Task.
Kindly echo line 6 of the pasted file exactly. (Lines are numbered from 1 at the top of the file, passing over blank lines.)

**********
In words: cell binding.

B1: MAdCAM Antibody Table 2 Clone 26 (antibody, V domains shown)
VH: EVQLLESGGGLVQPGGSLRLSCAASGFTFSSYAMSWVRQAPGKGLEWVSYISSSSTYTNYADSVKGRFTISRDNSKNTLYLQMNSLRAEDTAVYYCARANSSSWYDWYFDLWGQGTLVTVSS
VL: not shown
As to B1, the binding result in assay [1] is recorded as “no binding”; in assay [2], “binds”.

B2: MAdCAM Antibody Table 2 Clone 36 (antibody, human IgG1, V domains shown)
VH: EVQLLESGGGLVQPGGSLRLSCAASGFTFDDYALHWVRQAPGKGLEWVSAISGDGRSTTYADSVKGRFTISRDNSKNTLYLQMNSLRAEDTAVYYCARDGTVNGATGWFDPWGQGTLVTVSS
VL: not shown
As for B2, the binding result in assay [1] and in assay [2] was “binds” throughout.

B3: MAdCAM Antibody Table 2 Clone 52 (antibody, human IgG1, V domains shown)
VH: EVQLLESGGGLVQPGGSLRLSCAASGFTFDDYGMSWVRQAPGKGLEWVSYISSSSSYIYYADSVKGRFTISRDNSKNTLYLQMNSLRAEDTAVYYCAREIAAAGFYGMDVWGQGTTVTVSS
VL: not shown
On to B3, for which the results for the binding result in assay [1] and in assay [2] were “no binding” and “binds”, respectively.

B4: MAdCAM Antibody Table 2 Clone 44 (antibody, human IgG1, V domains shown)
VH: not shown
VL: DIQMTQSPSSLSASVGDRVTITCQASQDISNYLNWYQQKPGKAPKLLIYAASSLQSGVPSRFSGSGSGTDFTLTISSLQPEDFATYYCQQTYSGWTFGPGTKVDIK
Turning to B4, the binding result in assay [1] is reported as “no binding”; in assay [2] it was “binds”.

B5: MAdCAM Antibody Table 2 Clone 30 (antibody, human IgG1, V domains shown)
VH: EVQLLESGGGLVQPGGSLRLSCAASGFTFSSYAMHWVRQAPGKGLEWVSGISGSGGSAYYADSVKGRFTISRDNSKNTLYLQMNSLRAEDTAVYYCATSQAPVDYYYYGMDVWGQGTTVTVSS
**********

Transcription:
B2: MAdCAM Antibody Table 2 Clone 36 (antibody, human IgG1, V domains shown)